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Guide to the Donald Montwill Papers, Group I - Records of Valencia Rose, January 1982-1985
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Collection Overview
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This collection, consisting of Montwill's records as artistic manager of the Rose, contains a variety a materials on just about any event occurring in its performance space. These ranged from musical reviews, plays, stand-up comedy, political meetings, rallies, slide lectures, films and photography exhibits. Promotional materials compose most of this collection. Other items include business documents, correspondence, and performance reviews from the local press.
Valencia Rose, located at 766 Valencia Street in San Francisco, opened its doors in January 1982 largely through the efforts of Ron Lanza, an actor, theatre lover, and business entrepreneur. With co-owner and partner Hank Wilson, Ron turned a funeral parlor into one of the city's most prominent cabarets. Lanza and Wilson heavily subsidized the Rose for the first two years of its existence, from 1982 to 1984, bringing various theater productions to the Rose and offering full- course dinners through the culinary talents of chef Ward Smith. In 1983, the life of this cabaret really took off, when Lanza hired Donald Montwill as talent scout and Dennis Powers as publicist. By March of 1984, writing a feature for the San Francisco Chronicle, Randy Shilts announced that the Valencia Rose had become "an epicenter of gay comedy." Many up-and-coming performers began their careers at the Rose, including Whoopi Goldberg, Doug Holsclaw, Lea Delaria, and Marga Gomez and local politician, the then "mother of gay comedy" Tom Ammiano. While much performance came and went at the Valencia Rose, the cabaret also became a community resource. Donald Montwill, who is largely responsible for the stellar performances there, solicited academics, politicians, and artists to give presentations on the history of the gay and lesbian community. The series, entitled "Gay and Lesbian Pioneers," ran successfully during 1984, including presentations on lesbian subculture in Paris in the early twentieth century to lectures on the history of the local leather culture. Montwill also turned the Valencia Rose into a public space for various community organizations, encouraging political rallies and other kinds of organizing to take place there, as well as hosting educational evenings on spirituality or holistic living.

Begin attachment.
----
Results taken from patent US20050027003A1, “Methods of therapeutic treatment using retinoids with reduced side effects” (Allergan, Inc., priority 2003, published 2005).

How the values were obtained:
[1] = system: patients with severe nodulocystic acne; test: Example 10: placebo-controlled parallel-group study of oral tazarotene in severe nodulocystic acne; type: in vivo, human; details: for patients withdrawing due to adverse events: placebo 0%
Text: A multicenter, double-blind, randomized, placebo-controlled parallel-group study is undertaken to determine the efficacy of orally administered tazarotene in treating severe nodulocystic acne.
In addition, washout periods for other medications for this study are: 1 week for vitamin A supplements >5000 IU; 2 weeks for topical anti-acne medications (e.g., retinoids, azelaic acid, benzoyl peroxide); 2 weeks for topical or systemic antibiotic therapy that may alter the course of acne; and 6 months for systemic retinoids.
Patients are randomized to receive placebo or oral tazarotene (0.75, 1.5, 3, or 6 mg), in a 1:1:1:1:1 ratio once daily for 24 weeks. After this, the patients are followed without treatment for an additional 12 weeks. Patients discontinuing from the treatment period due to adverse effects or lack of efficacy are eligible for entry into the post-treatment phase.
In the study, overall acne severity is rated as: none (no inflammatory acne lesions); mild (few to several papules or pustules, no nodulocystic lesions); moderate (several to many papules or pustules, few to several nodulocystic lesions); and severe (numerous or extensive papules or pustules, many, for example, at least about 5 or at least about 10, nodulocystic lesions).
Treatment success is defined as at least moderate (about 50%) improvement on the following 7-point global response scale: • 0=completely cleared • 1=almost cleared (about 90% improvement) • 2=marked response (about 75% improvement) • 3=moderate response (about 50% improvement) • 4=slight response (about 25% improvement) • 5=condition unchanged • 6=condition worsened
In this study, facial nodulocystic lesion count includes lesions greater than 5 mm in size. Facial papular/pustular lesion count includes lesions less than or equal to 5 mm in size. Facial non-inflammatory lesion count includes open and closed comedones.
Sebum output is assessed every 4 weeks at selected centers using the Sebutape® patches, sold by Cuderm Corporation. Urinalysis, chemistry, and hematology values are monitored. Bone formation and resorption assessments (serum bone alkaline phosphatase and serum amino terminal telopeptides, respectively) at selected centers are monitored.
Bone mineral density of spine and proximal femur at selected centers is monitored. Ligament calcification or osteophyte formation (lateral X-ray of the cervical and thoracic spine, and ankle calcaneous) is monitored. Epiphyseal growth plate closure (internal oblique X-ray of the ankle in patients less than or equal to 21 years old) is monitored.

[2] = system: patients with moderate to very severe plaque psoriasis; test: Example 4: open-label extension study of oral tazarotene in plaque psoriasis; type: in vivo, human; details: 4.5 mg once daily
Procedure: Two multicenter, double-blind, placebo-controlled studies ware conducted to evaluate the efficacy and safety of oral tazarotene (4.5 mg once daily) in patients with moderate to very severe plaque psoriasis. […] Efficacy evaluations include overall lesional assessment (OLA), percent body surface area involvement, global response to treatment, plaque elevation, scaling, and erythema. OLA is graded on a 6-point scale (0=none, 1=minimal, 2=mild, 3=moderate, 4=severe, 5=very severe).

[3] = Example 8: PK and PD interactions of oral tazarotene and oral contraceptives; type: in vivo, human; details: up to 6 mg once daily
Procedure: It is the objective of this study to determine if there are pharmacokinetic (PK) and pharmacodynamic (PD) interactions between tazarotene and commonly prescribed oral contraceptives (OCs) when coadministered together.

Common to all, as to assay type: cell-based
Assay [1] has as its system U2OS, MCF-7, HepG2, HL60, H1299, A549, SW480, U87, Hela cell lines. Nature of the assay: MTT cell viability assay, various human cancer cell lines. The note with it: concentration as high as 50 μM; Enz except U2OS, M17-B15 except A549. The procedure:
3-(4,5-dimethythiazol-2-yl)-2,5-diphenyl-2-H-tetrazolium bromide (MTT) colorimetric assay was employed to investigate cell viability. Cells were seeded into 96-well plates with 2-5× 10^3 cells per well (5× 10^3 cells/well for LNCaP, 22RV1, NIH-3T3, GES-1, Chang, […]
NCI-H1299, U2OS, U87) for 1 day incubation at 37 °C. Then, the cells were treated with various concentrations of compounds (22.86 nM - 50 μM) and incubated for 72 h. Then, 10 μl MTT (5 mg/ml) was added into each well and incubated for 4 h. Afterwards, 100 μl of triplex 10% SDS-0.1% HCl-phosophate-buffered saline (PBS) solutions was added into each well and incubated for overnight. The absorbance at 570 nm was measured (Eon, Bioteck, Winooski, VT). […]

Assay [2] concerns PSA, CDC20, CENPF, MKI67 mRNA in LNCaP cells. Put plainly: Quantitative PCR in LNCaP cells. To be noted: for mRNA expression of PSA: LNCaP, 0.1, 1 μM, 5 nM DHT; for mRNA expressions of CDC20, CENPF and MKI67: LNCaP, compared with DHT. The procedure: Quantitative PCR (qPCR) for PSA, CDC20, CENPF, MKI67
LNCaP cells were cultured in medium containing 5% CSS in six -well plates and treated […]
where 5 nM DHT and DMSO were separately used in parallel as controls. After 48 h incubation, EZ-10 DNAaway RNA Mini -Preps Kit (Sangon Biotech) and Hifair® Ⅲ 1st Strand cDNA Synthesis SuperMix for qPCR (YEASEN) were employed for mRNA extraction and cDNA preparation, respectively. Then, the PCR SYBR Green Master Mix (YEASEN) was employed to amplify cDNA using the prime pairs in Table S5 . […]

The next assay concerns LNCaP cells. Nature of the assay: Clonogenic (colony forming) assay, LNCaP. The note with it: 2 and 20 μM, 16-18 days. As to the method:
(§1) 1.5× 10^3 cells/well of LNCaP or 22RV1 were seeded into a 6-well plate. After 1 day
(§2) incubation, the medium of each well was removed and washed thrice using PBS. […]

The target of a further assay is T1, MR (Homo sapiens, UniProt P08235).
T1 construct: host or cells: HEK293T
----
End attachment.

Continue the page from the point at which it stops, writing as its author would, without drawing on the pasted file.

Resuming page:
Copyright to unpublished manuscript materials has been transferred to the Gay and Lesbian Historical Society of Northern California.
Collection is open for research.